Creature Feature: Tanuki

On the advent of Buddhism, all animals (other than those that became envoys to the gods) lost their divinity. The tanuki was obviously one of these, and I can’t imagine it was very happy about it. You see, rumour has it that before Buddhism the cute little Japanese raccoon dog occupied a very powerful position - as governor of all things in nature. So if you had a problem with the way things were organised, then you’d go visit your local tanuki.

Following this fall from grace, the tanuki became a yokai known as the Bake-danuki (ghost or evil spirit) - but it’s far different from the terrifying spirits we have come to know from Japanese horror. Bake-danuki is a prankster, and particularly enjoys shapeshifting into objects, people and animals to fool us. If shapeshifting wasn’t enough, they’re also gifted with the ability to possess humans.

There is a saying in Japanese that the fox has seven disguises, the tanuki has eight, which puts the tanuki above the fox on the scale of animals-you-should-not-trust - that’s not to say that the tanuki is incapable of doing good for others, however. In one of the most famous folktales a rescued tanuki rewards the poverty-stricken rescuer by turning into teapot, which the rescuer then sells to a monk for a good price. The tanuki struggles against the heat of the flames and turns back into a tanuki, it returns to the poor man with a better idea; to set up a stall showing a teapot walking a tightrope. The show is a hit. The poor man becomes wealthy, and they both become close friends. 


There are many, many tales like this about the tanuki, and over the years the little Japanese raccoon dog has appeared in a large number of artworks. The most hilarious being those produced in the Edo period, which emphasised the tanuki’s impressively large testicles. In the paintings, the tanuki uses its balls as boats, sails or boats, umbrellas, large sacks, cloaks… it’s quite impressive. Purses and wallets made of tanuki testicals are a good luck charm, that will stretch the value of the coins placed inside. 

Singing Bones, and Skeletal Instruments

Image from RadioDark

Many believe that bones of the deceased contain spiritual properties that live on beyond the decay of flesh. Ghost stories and hauntings, for example, can often be traced back to the act of disrespecting burial sites. Stepping on graves, uncovering buried bones, or removing parts of the skeleton and placing them elsewhere disturb the peaceful dead. For these people our bones become a home after death - a place in which our spirit rests.

The most disturbing hauntings come from the bones of those who experienced trauma after death. These remains have stories to tell, and wander the physical world seeking revenge for the actions that caused their death - but not every body becomes a ghost, as we see in The Singing Bone by the Brothers Grimm.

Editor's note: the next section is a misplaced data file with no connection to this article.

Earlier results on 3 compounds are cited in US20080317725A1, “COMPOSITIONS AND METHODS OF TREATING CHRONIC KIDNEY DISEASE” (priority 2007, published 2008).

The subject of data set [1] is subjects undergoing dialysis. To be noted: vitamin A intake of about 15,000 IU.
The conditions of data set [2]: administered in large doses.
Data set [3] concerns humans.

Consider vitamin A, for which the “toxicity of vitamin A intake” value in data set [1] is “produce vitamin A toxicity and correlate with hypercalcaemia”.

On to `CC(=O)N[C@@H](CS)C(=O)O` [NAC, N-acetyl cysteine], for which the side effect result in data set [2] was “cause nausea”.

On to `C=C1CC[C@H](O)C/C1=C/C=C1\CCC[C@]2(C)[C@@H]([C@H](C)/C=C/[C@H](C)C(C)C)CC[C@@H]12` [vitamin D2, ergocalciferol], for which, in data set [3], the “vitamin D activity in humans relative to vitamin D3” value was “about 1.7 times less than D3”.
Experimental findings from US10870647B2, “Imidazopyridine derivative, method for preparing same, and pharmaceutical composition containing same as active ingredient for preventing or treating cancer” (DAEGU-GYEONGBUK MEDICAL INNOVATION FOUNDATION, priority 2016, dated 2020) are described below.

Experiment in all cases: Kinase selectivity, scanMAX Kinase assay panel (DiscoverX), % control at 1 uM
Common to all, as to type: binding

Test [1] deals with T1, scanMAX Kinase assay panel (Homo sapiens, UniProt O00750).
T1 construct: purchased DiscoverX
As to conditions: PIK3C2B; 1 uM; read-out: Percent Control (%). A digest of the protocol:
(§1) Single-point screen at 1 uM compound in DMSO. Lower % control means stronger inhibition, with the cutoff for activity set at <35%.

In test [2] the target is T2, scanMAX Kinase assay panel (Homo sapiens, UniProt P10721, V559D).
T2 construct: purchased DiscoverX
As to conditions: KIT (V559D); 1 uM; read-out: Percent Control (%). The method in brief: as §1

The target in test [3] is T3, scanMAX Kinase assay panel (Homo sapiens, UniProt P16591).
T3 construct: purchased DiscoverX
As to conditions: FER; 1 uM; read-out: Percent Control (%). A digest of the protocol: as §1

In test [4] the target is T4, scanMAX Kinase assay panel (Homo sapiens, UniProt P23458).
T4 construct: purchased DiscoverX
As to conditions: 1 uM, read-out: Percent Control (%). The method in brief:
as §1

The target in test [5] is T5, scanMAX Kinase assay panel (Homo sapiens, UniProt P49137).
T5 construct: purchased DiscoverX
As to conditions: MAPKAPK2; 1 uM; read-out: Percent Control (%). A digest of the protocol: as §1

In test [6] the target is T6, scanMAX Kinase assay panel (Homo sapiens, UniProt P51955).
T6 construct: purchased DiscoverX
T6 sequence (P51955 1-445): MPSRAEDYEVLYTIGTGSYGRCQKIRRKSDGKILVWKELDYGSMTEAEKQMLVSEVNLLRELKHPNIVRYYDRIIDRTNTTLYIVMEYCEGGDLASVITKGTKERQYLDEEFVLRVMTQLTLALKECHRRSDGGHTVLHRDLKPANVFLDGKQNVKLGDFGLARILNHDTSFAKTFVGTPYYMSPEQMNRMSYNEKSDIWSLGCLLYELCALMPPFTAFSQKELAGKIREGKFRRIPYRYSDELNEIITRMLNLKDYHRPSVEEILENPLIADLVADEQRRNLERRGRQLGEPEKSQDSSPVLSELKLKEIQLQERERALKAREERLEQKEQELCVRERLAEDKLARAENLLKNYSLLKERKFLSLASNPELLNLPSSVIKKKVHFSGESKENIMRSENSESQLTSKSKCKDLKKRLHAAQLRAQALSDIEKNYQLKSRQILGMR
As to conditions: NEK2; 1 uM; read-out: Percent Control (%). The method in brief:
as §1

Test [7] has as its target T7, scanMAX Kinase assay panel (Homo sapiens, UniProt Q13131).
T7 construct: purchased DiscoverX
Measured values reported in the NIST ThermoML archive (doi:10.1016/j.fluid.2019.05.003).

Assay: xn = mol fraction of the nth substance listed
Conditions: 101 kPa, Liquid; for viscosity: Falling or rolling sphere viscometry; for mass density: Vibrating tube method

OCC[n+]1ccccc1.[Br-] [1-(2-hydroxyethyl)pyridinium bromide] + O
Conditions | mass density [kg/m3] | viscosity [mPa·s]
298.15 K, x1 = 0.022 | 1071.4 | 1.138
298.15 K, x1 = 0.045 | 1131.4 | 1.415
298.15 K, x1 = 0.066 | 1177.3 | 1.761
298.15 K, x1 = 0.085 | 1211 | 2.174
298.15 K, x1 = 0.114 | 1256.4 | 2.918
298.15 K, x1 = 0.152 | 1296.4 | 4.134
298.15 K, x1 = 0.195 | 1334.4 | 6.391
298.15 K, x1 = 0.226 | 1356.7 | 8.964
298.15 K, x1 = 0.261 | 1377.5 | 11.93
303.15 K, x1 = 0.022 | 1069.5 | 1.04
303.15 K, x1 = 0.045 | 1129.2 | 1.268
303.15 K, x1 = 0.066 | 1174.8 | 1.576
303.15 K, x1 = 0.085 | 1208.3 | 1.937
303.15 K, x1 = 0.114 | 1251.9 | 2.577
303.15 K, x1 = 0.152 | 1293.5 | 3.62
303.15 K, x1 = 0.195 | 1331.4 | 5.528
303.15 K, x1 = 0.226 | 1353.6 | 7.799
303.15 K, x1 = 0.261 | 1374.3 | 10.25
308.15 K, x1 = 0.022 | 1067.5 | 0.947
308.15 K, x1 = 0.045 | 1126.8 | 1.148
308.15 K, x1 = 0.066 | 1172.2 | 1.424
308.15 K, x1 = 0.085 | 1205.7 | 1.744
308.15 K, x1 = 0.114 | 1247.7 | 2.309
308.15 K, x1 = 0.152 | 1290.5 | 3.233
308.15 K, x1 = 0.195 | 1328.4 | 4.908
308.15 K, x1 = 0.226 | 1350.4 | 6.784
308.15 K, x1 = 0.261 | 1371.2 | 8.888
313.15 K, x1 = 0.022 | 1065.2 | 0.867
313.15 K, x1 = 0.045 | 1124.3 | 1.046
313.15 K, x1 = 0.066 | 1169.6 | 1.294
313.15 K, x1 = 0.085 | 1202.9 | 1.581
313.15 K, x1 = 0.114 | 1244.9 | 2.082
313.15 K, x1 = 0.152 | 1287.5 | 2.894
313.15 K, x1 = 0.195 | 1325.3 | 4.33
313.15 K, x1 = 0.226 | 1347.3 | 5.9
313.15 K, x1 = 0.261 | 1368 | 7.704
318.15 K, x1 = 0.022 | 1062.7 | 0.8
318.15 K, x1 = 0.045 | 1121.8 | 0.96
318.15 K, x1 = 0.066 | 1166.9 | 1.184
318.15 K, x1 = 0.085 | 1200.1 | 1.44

In a certain country there was once great lamentation over a wild boar that laid waste the farmer's fields, killed the cattle, and ripped up people's bodies with his tusks. The king promised his daughter's hand to the man who brought him the boar's body. Two poor brothers set out across the land to find the animal - the younger innocent and simple, from a kind heart, and the elder crafty and shrewd, out of pride. The eldest pauses for wine at a nearby house so as to ‘bolster his courage’, whilst the youngest continues onwards and kills the boar.

On the return journey, the youngest passes the house where the eldest had stopped. He is coaxed inside by the elder brother, and drinks with him. He informs him about the boar he has killed, and the elder is jealous - but hides this. On the long walk home the elder brother pushes his younger sibling from a bridge. he takes the boar and marries the princess.

Years later a farmer finds a shard of bone downriver. He fashions this into a mouthpiece for his horn, which, once attached, begins to sing by itself!

Ah, friend, thou blowest upon my bone!
Long have I lain beside the water;
My brother slew me for the boar,
And took for his wife the King's young daughter.

He takes it immediately to the King, who orders the remains dug up. Under the bridge they find the body of the younger brother, and the King orders the older brother killed for his actions.

There is a similar tale by the name of the Twa Sisters, which features sisters rather than brothers. The eldest sister drowns the younger - usually in jealousy - and the bones are washed ashore years later. A musician fashions them into a harp made of bone with strings made from her hair. As in The Singing Bone the instrument plays itself, and tells the musician of the sisters demise. The elder sister is tracked down and held accountable for her crimes. 


(another great article by Hayden Westfield-Bell: Paradise Lot's Blogger-at-Large!)


When we think of fallen angels, most of us go straight to the big guy — the Devil, Satan, Lucifer, the Morning Star—pick your preferred handle. If we left our minds to linger on the topic, we’d enividebly come up with Beelzebub (thanks Freddy!). And for those of us who have read Paradise Lost or simply are interested in the subject, we might even come up with a few  other names such as Azazel, Belial, Mammon… to name a few. 

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